4 things to enjoy when you are in Shanghai

Arlene Burgos, ABS-CBN News

Posted at Jul 06 2019 07:07 AM | Updated as of Jul 06 2019 10:36 AM

Shanghai is a shining, shimmering spectacle, especially at night. Contributed photo

This is not a country a Filipino will be excited to visit weeks after Hong Kong -- one of its two special administrative regions -- refused an old Philippine diplomat entry. 

Days before, the same country was embroiled in what has been dismissed as an ordinary maritime incident between Chinese and Filipino fishermen. 

Against this background, a trip to Shanghai - among four municipalities directly under the central government of the People's Republic of China - is one that somehow inspires fear and anxiety. 

Yet Shanghai, China's biggest city that evolved from being a fishing village to a post-world war treaty port to the home of the country's stock market, during these nights, is an almost golden, sparkling place that glitters from a distance, as it might have had in the 20s or 30s when people called it Oriental Paris. 

Its skyline is inviting, pretty much in the same manner that lights would lure moths; the sight could be so seductive it's enough to melt away a foreigner's fear and anxiety. 

Its rivers seem to carry commercial secrets; they flow and snake around shops that sell everything from pig's innards to the comfort small fishes bring if only you would dip your toes into an aquarium. 
Its streets are lined with old walls that feel cold and ancient even as they carry large neon signs announcing Western luxury brands. 

And just like the meaning of its name, the place has a way of bringing you to a situation you may not exactly like: Shanghai forces you to open your eyes when you are standing on glass floors on elevation so high it feels like you're in the sky, teasing you with the thought of the entire city's beauty spread-eagled - if only you would stop letting your fear of heights torment you. 

This market's large outbound travel potential drove Cebu Pacific, one of two local airlines plying the Manila-Shanghai route directly, to trade in April its 230-seater aircraft for the larger 436-seater A330.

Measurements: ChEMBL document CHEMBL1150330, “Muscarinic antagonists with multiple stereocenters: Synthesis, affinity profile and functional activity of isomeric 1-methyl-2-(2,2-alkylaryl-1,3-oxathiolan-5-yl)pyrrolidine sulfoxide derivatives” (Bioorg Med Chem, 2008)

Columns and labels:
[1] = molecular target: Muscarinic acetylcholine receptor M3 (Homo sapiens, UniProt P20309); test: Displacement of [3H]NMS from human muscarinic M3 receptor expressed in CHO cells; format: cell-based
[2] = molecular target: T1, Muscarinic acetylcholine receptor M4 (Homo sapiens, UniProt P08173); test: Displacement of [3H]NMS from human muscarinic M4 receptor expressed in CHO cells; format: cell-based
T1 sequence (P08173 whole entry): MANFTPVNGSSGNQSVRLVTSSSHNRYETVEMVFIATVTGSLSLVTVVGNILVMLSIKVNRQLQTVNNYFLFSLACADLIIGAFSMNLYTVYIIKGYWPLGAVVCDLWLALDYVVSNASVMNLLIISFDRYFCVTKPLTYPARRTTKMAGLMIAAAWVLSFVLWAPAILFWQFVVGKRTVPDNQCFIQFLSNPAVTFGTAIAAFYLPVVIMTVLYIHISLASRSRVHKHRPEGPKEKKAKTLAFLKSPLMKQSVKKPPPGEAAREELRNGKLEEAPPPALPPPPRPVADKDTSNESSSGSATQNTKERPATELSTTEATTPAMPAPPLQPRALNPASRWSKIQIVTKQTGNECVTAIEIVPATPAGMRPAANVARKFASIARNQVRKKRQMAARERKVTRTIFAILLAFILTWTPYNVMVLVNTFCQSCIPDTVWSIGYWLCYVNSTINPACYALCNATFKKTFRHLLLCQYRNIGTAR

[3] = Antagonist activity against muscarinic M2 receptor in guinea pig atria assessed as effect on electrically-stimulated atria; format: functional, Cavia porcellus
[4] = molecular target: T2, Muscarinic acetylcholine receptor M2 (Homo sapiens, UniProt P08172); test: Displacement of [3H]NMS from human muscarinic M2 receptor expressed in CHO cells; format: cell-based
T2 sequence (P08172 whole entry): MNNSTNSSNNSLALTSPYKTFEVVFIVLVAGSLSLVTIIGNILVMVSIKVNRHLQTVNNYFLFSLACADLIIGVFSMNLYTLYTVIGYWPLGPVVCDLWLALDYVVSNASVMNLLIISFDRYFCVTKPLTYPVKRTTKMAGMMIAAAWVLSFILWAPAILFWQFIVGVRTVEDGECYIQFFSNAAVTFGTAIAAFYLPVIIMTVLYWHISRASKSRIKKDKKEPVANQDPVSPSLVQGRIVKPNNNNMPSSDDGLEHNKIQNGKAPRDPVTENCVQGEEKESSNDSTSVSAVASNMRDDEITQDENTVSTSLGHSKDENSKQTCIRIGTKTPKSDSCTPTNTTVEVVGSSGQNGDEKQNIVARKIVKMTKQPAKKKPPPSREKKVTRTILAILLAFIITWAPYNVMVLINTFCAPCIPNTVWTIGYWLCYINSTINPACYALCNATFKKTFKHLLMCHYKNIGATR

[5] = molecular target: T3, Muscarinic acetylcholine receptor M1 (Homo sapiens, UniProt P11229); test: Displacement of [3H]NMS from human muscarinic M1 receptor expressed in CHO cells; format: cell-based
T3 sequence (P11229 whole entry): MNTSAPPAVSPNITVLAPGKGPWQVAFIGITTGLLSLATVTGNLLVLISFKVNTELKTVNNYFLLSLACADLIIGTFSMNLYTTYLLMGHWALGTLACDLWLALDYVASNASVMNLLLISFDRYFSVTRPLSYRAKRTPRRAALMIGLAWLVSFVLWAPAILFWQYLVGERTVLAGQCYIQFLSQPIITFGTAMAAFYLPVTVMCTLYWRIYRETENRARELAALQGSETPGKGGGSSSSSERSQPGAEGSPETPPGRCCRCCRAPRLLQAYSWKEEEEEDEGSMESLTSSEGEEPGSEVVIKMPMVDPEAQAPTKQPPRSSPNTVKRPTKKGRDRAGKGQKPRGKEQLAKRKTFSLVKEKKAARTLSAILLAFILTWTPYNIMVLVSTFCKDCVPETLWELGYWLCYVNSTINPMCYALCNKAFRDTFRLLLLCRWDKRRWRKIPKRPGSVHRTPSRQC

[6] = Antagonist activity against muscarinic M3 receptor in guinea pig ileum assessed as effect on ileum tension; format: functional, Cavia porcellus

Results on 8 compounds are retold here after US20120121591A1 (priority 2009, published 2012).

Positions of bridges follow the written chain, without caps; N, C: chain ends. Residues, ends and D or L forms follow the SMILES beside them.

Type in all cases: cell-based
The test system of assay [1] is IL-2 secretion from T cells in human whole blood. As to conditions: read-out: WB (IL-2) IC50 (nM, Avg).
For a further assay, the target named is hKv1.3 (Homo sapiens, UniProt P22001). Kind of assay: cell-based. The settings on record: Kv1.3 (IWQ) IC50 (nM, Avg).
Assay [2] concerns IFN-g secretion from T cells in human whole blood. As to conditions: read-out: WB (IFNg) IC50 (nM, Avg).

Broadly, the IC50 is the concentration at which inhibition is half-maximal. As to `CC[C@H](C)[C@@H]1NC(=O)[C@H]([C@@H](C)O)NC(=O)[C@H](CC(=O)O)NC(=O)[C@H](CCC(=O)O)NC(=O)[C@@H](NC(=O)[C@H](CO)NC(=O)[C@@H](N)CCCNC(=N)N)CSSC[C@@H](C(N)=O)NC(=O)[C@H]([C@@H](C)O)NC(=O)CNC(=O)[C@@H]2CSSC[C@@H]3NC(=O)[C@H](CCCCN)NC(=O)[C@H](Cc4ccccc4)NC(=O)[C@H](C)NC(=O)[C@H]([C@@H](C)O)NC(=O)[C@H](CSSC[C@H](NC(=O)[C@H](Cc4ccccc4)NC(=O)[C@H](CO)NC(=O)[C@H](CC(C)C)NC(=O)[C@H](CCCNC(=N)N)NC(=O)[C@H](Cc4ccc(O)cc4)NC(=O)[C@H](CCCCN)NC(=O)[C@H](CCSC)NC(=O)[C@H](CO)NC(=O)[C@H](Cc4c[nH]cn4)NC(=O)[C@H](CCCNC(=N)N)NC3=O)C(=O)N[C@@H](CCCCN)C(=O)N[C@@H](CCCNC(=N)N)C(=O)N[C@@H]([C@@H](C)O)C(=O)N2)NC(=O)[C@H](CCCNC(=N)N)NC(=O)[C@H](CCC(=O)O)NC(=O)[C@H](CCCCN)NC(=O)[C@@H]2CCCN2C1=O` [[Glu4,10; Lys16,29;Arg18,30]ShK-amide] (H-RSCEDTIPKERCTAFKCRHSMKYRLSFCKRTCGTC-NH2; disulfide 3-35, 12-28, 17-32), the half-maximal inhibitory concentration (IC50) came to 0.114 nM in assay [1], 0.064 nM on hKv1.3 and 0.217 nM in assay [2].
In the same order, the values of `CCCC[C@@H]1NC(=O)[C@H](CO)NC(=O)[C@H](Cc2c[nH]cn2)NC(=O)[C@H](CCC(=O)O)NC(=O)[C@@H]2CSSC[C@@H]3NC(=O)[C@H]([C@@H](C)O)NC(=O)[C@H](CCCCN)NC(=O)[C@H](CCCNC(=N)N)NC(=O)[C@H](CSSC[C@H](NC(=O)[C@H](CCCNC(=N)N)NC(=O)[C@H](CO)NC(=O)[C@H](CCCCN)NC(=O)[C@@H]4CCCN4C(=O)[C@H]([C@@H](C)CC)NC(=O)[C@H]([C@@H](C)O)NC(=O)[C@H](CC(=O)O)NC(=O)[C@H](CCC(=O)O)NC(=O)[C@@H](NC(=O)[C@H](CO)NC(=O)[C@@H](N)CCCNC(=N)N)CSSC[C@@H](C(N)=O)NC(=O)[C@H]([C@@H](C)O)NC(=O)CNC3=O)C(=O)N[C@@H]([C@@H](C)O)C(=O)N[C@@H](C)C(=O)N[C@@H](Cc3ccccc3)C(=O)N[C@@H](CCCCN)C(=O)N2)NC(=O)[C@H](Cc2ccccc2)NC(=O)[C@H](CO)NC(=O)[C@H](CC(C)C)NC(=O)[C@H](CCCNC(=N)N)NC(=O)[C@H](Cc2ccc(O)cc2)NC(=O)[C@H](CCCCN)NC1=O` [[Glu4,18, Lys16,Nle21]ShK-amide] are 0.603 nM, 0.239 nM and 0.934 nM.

So, yes, charming Shanghai, with its contradictions and paradoxes, is both the old and the new, its most famous places harking back to its colonial past even while declaring its current Asian powerhouse standing. 

If you ever find yourself in this part of the world, check out these 4 things that will demonstrate what the contradictions are all about, and why Shanghai is one paradox of an urban paradise. 

1. The tallest and the biggest
Shanghai seems to have a thing for heights and hectarage. It boasts of structures that are so tall and so wide its tourist brochures make a reference point out of these buildings' height or floor space. 

2. Lights and spectacle 
In Shanghai, it's all about the lights, be it day or night. Whether you choose to experience the city on water or on land, what you should never lose sight of is the sky during the day and the lights that illuminate it at night. 

3. Shopping and food 
Shanghai has an interesting way of updating its old houses and communities: they convert these into shopping districts or rows of cafés that make it cool to watch a parade of people with pricey designer bags pass by. Out here, they carry signature purses and satchels casually as if they're just meant to go to the supermarket for milk.